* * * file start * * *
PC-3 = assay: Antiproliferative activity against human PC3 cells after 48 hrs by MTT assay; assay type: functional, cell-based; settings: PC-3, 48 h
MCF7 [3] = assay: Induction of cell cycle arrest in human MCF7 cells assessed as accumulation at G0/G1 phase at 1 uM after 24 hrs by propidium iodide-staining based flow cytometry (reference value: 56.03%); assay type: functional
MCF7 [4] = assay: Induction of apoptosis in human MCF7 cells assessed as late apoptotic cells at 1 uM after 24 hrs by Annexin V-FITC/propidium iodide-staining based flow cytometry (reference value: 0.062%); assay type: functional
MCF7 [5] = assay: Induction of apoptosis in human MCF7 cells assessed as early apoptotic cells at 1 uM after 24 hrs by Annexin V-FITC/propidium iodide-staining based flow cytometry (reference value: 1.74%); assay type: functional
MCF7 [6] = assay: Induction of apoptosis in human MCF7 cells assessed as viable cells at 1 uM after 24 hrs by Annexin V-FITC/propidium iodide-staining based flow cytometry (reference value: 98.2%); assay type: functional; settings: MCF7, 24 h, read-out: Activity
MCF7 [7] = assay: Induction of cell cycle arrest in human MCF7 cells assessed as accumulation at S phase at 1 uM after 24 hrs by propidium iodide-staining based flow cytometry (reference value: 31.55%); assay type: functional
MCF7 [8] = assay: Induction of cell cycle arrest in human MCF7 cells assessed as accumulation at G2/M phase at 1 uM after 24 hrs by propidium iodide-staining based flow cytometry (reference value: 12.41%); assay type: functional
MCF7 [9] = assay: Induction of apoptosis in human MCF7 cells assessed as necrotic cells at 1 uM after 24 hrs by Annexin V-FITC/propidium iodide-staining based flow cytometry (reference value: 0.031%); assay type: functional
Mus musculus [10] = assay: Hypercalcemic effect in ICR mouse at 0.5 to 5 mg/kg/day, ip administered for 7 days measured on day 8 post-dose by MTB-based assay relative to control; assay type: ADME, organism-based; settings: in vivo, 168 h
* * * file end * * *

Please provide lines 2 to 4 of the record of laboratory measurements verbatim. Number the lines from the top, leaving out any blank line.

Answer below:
MCF7 [3] = assay: Induction of cell cycle arrest in human MCF7 cells assessed as accumulation at G0/G1 phase at 1 uM after 24 hrs by propidium iodide-staining based flow cytometry (reference value: 56.03%); assay type: functional
MCF7 [4] = assay: Induction of apoptosis in human MCF7 cells assessed as late apoptotic cells at 1 uM after 24 hrs by Annexin V-FITC/propidium iodide-staining based flow cytometry (reference value: 0.062%); assay type: functional
MCF7 [5] = assay: Induction of apoptosis in human MCF7 cells assessed as early apoptotic cells at 1 uM after 24 hrs by Annexin V-FITC/propidium iodide-staining based flow cytometry (reference value: 1.74%); assay type: functional